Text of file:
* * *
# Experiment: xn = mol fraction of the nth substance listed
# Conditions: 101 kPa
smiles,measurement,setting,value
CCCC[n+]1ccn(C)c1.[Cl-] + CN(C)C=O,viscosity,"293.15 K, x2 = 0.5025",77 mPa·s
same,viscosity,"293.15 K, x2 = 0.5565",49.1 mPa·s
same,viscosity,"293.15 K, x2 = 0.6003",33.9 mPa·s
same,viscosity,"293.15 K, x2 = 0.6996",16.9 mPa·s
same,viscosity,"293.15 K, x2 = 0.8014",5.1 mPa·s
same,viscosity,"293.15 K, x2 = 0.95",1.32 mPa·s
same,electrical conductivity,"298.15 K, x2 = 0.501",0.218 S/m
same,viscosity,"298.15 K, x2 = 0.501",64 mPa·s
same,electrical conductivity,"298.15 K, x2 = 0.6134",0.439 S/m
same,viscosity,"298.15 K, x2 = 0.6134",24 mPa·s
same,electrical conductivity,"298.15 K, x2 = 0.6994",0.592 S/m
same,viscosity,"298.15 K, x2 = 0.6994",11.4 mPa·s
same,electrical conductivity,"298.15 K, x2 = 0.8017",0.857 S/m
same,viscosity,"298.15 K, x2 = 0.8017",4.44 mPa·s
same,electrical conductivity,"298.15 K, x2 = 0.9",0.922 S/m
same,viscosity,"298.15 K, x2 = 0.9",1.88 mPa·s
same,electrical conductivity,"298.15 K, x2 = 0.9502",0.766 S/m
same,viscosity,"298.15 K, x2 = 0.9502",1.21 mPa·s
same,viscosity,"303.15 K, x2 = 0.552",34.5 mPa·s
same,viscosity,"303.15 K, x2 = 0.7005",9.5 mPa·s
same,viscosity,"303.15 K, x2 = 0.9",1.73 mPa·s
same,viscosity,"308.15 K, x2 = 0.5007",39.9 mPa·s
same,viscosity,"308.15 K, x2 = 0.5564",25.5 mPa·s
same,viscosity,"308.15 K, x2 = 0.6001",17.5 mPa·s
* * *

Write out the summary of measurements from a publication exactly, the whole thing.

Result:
# Experiment: xn = mol fraction of the nth substance listed
# Conditions: 101 kPa
smiles,measurement,setting,value
CCCC[n+]1ccn(C)c1.[Cl-] + CN(C)C=O,viscosity,"293.15 K, x2 = 0.5025",77 mPa·s
same,viscosity,"293.15 K, x2 = 0.5565",49.1 mPa·s
same,viscosity,"293.15 K, x2 = 0.6003",33.9 mPa·s
same,viscosity,"293.15 K, x2 = 0.6996",16.9 mPa·s
same,viscosity,"293.15 K, x2 = 0.8014",5.1 mPa·s
same,viscosity,"293.15 K, x2 = 0.95",1.32 mPa·s
same,electrical conductivity,"298.15 K, x2 = 0.501",0.218 S/m
same,viscosity,"298.15 K, x2 = 0.501",64 mPa·s
same,electrical conductivity,"298.15 K, x2 = 0.6134",0.439 S/m
same,viscosity,"298.15 K, x2 = 0.6134",24 mPa·s
same,electrical conductivity,"298.15 K, x2 = 0.6994",0.592 S/m
same,viscosity,"298.15 K, x2 = 0.6994",11.4 mPa·s
same,electrical conductivity,"298.15 K, x2 = 0.8017",0.857 S/m
same,viscosity,"298.15 K, x2 = 0.8017",4.44 mPa·s
same,electrical conductivity,"298.15 K, x2 = 0.9",0.922 S/m
same,viscosity,"298.15 K, x2 = 0.9",1.88 mPa·s
same,electrical conductivity,"298.15 K, x2 = 0.9502",0.766 S/m
same,viscosity,"298.15 K, x2 = 0.9502",1.21 mPa·s
same,viscosity,"303.15 K, x2 = 0.552",34.5 mPa·s
same,viscosity,"303.15 K, x2 = 0.7005",9.5 mPa·s
same,viscosity,"303.15 K, x2 = 0.9",1.73 mPa·s
same,viscosity,"308.15 K, x2 = 0.5007",39.9 mPa·s
same,viscosity,"308.15 K, x2 = 0.5564",25.5 mPa·s
same,viscosity,"308.15 K, x2 = 0.6001",17.5 mPa·s